The "N" registration numbers are black MicroLite, cut out with Art Store stencils. I spray the covering with Windex before applying the letters, this helps the air bubbles bleed out. The iron makes a "hissing" sound with this method but it doesn't hurt anything.
Most of these techniques are the same with the CoverLite, but you have to brush on an adhesive first, it's not self-adhesive.
Ron
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Old 06-24-2007, 07:36 PM
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You have developed some skills!! I think the pattern is beautiful and very tasteful. But to be able to make that happen on a plane is amazing. I always wondered how people used a shrink film to make trim. I always figured it would shrink up out of position. But I guess if you heat it enough to stick it but not shrink, that might work?? I read about the different glue and shrink temps someplace.

Really nice.
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Old 07-02-2007, 04:56 AM
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Default 180's Still Flying, All Trimmed!

Well, I got a few more flights on the little 180 today, and it's quickly becoming my favorite "Sport" plane. No, it's not going to win any "LMR" contests and it's not very aerobatic, either. But it's FUN and relaxing, and looks great just buzzing around. After take-off, I walk back to my portable chair, sit down and guide the Cessna around the field, occasionally taking a sip of cold water, yak with the other flyers. Once in a while it will wander too far away, a bit of rudder and it comes back. Mainly I hold the transmitter and watch the plane!
That running track in Franny's photos is about 5-6 feet wide and this week I managed a couple of good ROG's and landings on the track. No steerable tailwheel, just rudder and a careful hand on the throttle, it wanders a bit but eventually the rudder brings it straight again, and off she goes! "Cruise" to maintain altitude is 1/3rd throttle and 1/2 throttle results in a constant, slow scale-like climb.
I'm running an APC 8 x 3.8 SF prop, as recommended for the "300" outrunner, with 2s x 800mAH LiPolys. Flight times have been 6-7 minutes and the battery is taking roughly 400mAh (at 1C rate) to re-charge, so I could likely fly longer.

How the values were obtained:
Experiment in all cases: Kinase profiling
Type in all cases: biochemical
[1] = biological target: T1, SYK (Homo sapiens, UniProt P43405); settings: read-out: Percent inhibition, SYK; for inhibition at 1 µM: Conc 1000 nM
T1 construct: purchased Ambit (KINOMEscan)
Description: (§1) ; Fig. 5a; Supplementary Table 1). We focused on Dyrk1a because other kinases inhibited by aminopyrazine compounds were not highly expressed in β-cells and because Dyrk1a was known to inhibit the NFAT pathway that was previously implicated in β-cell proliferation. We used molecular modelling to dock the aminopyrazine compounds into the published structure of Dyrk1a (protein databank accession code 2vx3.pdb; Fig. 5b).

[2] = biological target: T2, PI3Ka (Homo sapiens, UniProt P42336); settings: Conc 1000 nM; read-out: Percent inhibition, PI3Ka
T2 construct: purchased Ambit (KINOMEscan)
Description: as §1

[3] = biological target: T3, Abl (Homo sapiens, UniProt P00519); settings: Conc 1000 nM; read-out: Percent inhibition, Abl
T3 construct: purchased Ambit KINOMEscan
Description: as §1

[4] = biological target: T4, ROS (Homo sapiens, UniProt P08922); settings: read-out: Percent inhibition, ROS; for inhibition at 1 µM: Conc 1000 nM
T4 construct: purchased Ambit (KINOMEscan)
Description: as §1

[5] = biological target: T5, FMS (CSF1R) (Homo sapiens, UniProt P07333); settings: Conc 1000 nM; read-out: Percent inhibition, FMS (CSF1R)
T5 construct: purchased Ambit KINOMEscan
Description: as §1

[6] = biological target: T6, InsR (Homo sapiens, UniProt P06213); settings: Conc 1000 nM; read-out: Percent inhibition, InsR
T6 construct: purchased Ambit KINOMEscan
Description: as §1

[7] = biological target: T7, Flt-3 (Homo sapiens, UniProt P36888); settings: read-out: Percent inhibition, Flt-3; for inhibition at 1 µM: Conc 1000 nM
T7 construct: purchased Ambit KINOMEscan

About the only drawback is a lightweight model like this gets pushed around a bit by the wind, but the rudder always has command and since it's somewhat overpowered I can "force" it back upwind if necessary.
All in all, a very easy-to-fly, fun model, looks realistic in the air and the kit practically builds itself. I got the warps out and they've stayed out, so the trim is set and I'm happy!
Ron
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Old 07-02-2007, 01:36 PM
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Hey Ron, can you sweet talk Franny into some video??

Glad the plane is seeing some duty.
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Old 07-02-2007, 01:44 PM
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Default Moving Pictures? That Will Never Catch On!

Hi Andy, I'll ask Franny about it when she gets back, she's on vacation for a couple weeks.
By the way, did you see the new Mercury Adhesives ad? They claim lower fumes for the fast CA,, maybe make life easier for you...
http://www.wattflyer.com/forums/showthread.php?t=18708
Ron

Last edited by Sky Sharkster; 07-02-2007 at 01:47 PM. Reason: add link
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Old 07-02-2007, 02:06 PM
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Ron, that is a welcome option!!! I think I will try it out. Even the few joints I used the thin on yesterday have me feeling terrible today. I have to stay away from that stuff. Thanks for the link.
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Old 08-22-2007, 08:10 AM
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Chris Raymond
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Dear Sky Sharkster,

I enjoyed reading your posts about the Mountain Models Cessna 180. Wow, you really put together a gorgeous plane !!!

I'm interested in building the kit and modifying it to have ailerons. I've built several MM models and they're wonderful planes. I have a dumbish question. Where does the battery go and how do you access the battery space? How big is the space?

Thanks and best.
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Old 08-22-2007, 12:15 PM
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Default Cessna With Ailerons?

Hello Chris, Welcome to Wattflyer!
Thanks for the kind words about the Cessna, it's a great sport plane! I've heard of modelers putting ailerons on this model, but have never seen it done. Shouldn't be too hard as long as you plan it before the build, I wouldn't want to try to "retro-fit" them.
The battery tray is a long, narrow ply strip near the fuselage bottom, roughly underneath the wing. It is inset between the fuselage formers and the smaller LiPos fit fine. It is long enough that my 800mAh 2C's have about an inch fore + aft movement for CG adjustment. There's move room available if you change the RX location, but I didn't have to do that on mine, the CG came out OK. The servo tray sits above this, and there's room under the servos (clearence) for the battery.
My battery packs are about 3" long, 1" wide and 1/2" thick.
The battery is accessed by removing the wing, one 4-40 bolt. Since the fuselage is a lightweight stringer and bulkhead "shell" it would be weakened considerably by cutting a separate hatch. Takes a couple of minutes to change packs, but I'm not in a hurry!